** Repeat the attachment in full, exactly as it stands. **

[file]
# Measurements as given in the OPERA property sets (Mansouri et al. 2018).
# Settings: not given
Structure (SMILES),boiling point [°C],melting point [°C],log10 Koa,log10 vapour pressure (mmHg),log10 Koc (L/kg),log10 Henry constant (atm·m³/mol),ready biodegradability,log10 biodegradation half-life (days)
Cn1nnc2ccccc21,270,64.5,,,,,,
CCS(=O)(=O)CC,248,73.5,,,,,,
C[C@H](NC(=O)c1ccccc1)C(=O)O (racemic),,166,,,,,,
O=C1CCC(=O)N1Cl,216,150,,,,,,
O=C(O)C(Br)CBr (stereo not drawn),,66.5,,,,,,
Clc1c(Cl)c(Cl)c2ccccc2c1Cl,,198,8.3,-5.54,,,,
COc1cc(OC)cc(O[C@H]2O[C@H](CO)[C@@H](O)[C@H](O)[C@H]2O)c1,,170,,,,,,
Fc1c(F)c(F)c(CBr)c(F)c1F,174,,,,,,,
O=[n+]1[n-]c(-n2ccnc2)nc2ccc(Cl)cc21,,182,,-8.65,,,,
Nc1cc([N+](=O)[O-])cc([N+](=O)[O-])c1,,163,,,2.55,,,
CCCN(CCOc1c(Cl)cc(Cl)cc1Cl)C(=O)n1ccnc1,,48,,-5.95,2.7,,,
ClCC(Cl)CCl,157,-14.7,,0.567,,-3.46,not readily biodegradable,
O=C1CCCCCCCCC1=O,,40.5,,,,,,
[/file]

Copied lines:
# Measurements as given in the OPERA property sets (Mansouri et al. 2018).
# Settings: not given
Structure (SMILES),boiling point [°C],melting point [°C],log10 Koa,log10 vapour pressure (mmHg),log10 Koc (L/kg),log10 Henry constant (atm·m³/mol),ready biodegradability,log10 biodegradation half-life (days)
Cn1nnc2ccccc21,270,64.5,,,,,,
CCS(=O)(=O)CC,248,73.5,,,,,,
C[C@H](NC(=O)c1ccccc1)C(=O)O (racemic),,166,,,,,,
O=C1CCC(=O)N1Cl,216,150,,,,,,
O=C(O)C(Br)CBr (stereo not drawn),,66.5,,,,,,
Clc1c(Cl)c(Cl)c2ccccc2c1Cl,,198,8.3,-5.54,,,,
COc1cc(OC)cc(O[C@H]2O[C@H](CO)[C@@H](O)[C@H](O)[C@H]2O)c1,,170,,,,,,
Fc1c(F)c(F)c(CBr)c(F)c1F,174,,,,,,,
O=[n+]1[n-]c(-n2ccnc2)nc2ccc(Cl)cc21,,182,,-8.65,,,,
Nc1cc([N+](=O)[O-])cc([N+](=O)[O-])c1,,163,,,2.55,,,
CCCN(CCOc1c(Cl)cc(Cl)cc1Cl)C(=O)n1ccnc1,,48,,-5.95,2.7,,,
ClCC(Cl)CCl,157,-14.7,,0.567,,-3.46,not readily biodegradable,
O=C1CCCCCCCCC1=O,,40.5,,,,,,